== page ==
Updated: Oct 24, 2022
Here’s an interesting little “paper recreation” which I’ve come across in two old books – an anonymous manuscript called La Magie du Pont Neuf, which is thought to have been written between 1643 and 1654, and Mechanemata oder der Tausendkünstler (1831) by Dr Heinrich Rockstroh (see my June blog post Artful letter closures from 1831 for details).
La Magie du Pont Neuf was discovered by Daniel Margócsy (Professor of Science, Technology and Medicine at the University of Cambridge) in the Houghton Library of Harvard University in 2004. It was photographed and digitised in 2014 and made available online, and has since been published with a transcription and notes by the French magic historian Philippe Saint-Laurent (Editions Georges Proust, 2015).
The Paper Buckle in La Magie du Pont Neuf (left) and Mechanemata (right)
The Paper Buckle is cut from a single sheet of fairly thick paper in the form shown above, with the prong or bar extending over the frame and being detached from it at the crossover point. This is achieved by carefully separating the top and bottom layers of paper. If it's done neatly the layer separation is not noticed, and it looks like an impossible object.
Here's the text from La Magie du Pont Neuf with a translation by me (though I must admit I'm not quite sure what the author is trying to say about the papermakers' frame towards the end):
To make, from a single piece of paper, a spur buckle whose prong passes over
the buckle, without either of them being cut or glued
Having seen one of these in the hands of an Italian, and no one was ever able to understand how it was made. Here is a drawing of the buckle, said Filidam, where the prong AB must be intact, and the bar CD also intact, so that the prong can be lifted above the bar, and the whole thing is made from a single piece of paper. This can be done by taking a slightly thick piece of paper and carefully peeling it, which is easy with paper that is thicker to slit it in two, as long as you have removed some thickness. After that you can cut your buckle and make sure that the prong extends beyond the bar CD, but at the point where the buckle rests against the bar the paper will seem thinner than the remainder because its thickness will be separated into two. For this reason it would be better to have a frame made like those used by papermakers to make sheets of paper, which would have another one perpendicular in the middle, and onto this draw a sheet that would have the same effect without it seeming that you have glued a half sheet of paper in the middle of another sheet. In this way one could cut the buckle as you have asked.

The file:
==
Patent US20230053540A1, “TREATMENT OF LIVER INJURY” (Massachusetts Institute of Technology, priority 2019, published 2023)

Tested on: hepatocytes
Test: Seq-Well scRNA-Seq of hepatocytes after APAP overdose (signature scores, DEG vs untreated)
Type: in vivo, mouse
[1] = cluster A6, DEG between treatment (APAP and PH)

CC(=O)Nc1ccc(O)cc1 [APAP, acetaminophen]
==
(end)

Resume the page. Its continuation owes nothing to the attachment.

And from Mechanemata (again with my translation):
A paper buckle with a detached prong
but made from a single piece of paper
This paper buckle with a detached prong, and the way it is cut from a single piece of paper, is an interesting trick, and is shown in the illustration on Plate 4 between 1 and 2. The inner rectangles are cut out, as will be easily understood. However, the prong should be detached at point O so that it can be cut or peeled off the paper and yet leave the paper intact.
Take a piece of thick paper which is large enough – slightly more than 1 inch long and wide – to allow, as shown in the illustration, the buckle and prong to be cut out of it, before doing this – for this is what makes the feat possible – and place it on a hard flat surface, and using a sharp knife try to cut off or peel off a piece of the paper without detaching it completely. Then cut the shape of the buckle with prong out of the paper, so that the cut off or peeled off piece comes away where the prong is supposed to be detached. Anyone else trying to do it will never manage, however hard they try.
Robert Neale's Belt Buckle from his Trapdoor Card manuscript, published by Karl Fulves in 1983, is strikingly similar in appearance to the version is Mechanemata but unrelated in terms of effect, method and overall intention.
Belt Buckle from Robert Neale's Trapdoor Card (1983)
The principle of splitting layers has also been used to make paper chains from a single piece of card (usually a playing card), with each link apparently solid and unbroken. Rockstroh also describes this in Mechanemata, not once but twice - the first time using a playing card and the second time using a piece of paper. Which is strange, because the result is basically the same both times.
The playing card chain comes up again with much clearer drawings in a contribution by Arthur Good to the French magazine La Nature in 1888, and also in the second volume of the German book Kolumbus-Eier (ca. 1902), which was a collection of articles from the children's magazine Der Gute Kamarad.
The Playing Card Chain in La Nature (left) and Kolumbus-Eier (right)
And here's the same thing from Amusements in Mathematics (1917) by the great British puzzle expert Henry Dudeney.